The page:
George, where’s your evidence to back up your first sentence? The Ashcroft post referendum poll showed 71% of the 16/17 age group voting Yes – but the sample size was only 14. Is that truly representative? I have a 16 yo who voted for the first time. His modern studies group (a considerably larger sample size) had a debate and mock vote. Their result was almost the opposite at 70% No, broadly reflecting the result in our region – Borders. Political education is certainly not suppressed in his state school. Modern Studies is a popular subject choice and covers a wide array of topics relevant to today’s world. I wish it had been available when I was at school instead of boring history!

    1. Corporatist Hell says:

      Damn you and you references to empirical information!

      Down with this sort of thing.

      Appeals to emotion, strawmen, historical revisionism and whataboutery are the order of things here.

      (I did and liked Modern Studies too, and I liked the teacher – though he was very guilty of ranting on about Thatcher and how she was the direct cause of literally every problem and social ill in Scotland. But you get different perspectives as you grow up and see more of the world, don’t you?)

    2. Shaun says:

      I recall hearing mock votes held by schools up and down the country returning No votes throughout the campaign. A survey of school pupils in my area returned a No vote by more than 75%. I think young people of all people are less likely to see the need to create division amongst our society and, given that they still have almost their entire lives to live out, see the need more than anyone else for a strong and prosperous future.

      1. zeno says:

        They changed during the indyref. Many people changed their minds.

  8. Pam McMahon says:

    Thank you for your excellent article. I also live in the sad outpost/excuse for democracy that is Caithness. Like yourself, I have come through the Independence grinder over the years; been there, done that and got the scars to prove it, but I think we are in different times now, and bairns today are more used to finding information and to form opinions from what they can access on the internet, than from listening to parents and from the formulaic processes engendered by the state education system.

    The House of Lords is a tragic and offensive encapsulation of the British state. Unelected. Unrepresentative, except of political parties, financial interests and the Church of England hierarchy, Undemocratic, as nobody except themselves, gets to vote to elect them, and Un cost-effective as we, the taxpayer, have to fund them.
    It is outrageous this quango is allowed to supress the political enthusiasm of the next generation, but I guess that’s what No voters have decided we all have to live with.

  9. Beautifully written and well said.

  10. Darien says:

    “The only thing we have which no-one else has but with which we are willing to share with the world is the culture of our nation.”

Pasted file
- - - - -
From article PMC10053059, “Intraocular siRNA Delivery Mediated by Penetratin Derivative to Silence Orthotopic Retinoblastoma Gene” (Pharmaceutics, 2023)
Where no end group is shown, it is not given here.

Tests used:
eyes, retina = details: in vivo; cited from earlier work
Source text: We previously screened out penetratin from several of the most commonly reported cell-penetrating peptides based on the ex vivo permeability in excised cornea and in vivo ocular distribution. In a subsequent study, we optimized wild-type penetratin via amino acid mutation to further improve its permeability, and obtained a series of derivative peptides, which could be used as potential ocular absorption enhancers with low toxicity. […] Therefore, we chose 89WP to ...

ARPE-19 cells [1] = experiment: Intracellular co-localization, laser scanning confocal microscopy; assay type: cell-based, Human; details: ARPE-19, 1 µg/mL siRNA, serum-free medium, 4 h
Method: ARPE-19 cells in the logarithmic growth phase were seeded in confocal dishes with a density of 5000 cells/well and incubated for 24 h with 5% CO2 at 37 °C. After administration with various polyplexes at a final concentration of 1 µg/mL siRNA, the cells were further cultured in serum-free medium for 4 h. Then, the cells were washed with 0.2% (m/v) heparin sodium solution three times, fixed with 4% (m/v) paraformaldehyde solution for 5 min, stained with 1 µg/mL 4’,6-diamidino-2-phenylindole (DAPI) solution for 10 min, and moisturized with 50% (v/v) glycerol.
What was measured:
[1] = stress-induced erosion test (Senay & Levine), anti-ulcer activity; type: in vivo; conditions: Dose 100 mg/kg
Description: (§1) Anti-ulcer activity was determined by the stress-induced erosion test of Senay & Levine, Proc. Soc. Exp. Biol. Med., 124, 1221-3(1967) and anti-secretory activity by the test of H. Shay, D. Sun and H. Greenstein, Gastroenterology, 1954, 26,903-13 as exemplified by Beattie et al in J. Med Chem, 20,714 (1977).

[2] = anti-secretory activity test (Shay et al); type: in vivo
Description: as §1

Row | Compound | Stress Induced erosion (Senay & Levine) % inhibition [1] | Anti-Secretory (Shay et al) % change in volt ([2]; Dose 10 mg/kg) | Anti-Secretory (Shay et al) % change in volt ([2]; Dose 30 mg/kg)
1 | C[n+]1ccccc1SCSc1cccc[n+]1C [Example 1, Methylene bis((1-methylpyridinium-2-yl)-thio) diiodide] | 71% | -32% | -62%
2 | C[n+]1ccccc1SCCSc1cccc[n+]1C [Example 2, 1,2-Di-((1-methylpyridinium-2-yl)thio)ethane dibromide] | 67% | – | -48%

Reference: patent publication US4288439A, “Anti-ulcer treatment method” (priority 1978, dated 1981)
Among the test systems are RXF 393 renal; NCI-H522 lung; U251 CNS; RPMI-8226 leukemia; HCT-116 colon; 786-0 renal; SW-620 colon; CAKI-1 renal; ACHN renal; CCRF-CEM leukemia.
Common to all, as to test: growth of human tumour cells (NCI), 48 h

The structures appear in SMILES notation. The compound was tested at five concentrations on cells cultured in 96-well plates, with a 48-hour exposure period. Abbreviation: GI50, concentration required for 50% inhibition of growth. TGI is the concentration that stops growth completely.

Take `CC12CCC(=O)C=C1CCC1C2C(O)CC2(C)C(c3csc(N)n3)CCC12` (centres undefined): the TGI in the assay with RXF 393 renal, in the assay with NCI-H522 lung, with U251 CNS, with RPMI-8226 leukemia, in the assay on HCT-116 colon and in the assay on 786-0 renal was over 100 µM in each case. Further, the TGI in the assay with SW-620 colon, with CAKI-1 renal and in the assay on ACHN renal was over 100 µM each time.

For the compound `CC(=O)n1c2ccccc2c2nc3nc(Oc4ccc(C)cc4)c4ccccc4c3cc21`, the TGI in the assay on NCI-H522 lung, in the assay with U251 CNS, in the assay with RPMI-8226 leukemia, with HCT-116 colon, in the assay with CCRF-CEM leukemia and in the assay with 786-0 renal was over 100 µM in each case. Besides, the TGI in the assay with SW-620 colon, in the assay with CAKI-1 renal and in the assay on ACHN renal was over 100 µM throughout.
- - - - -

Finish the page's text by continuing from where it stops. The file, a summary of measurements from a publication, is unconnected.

Scotland’s colonist meritocratic elite ensures our culture remains well in check, especially within Scotland. No surprise that our artists are all heavily pro-Yes; only independence can release them and our people from this cultural prison.

  11. emilytom67 says:

    We in Scotland have had many many with no spine,be it through “religion” therefore division,or through the taking of the “kings shilling” for personal enhancement,it has changed little to-day and we face a huge uphill battle to convince the 10% or so we need.We are not a confident nation for a variety of reasons we would rather shout the odds at the “English” to emphasise the “whas like us” how pitiful.Travel through England and you will see the national flag everywhere compare to Scotland,they are proud and forthright we are not,we have a put down complex a result of hundreds of years of Englands “forever pulling the rug” from under us anytime we tried to raise ourselves from national poverty,were you ever taught this at school,were you ever taught anything of relevance about Scotland at school,if you are going to be subjugated then your culture/history/language/education are eradicated,it is all but complete now,we are pathetic,the general hatred of the Irish in Scotland is in part inmo down to them never succumbing they have “bottle” we lack it,they could never really defeat or impose themselves and forever run wary of them,until we take control of all aspects we will wither on the bough.

  12. mark ewan says:

    I’m afraid there is some misinformation in some of the responses here. In the early stages of the referendum campaign the 16/17 were recording “no” votes in many schools. By the later stages most were recording “Yes” votes. All polling samples by respected polling organisations since indicate that the young vote was very largely “yes” on the day – and the evidence we have in this area is that that has strengthened since

    1. Corporatist Hell says:

      Evidence / links please.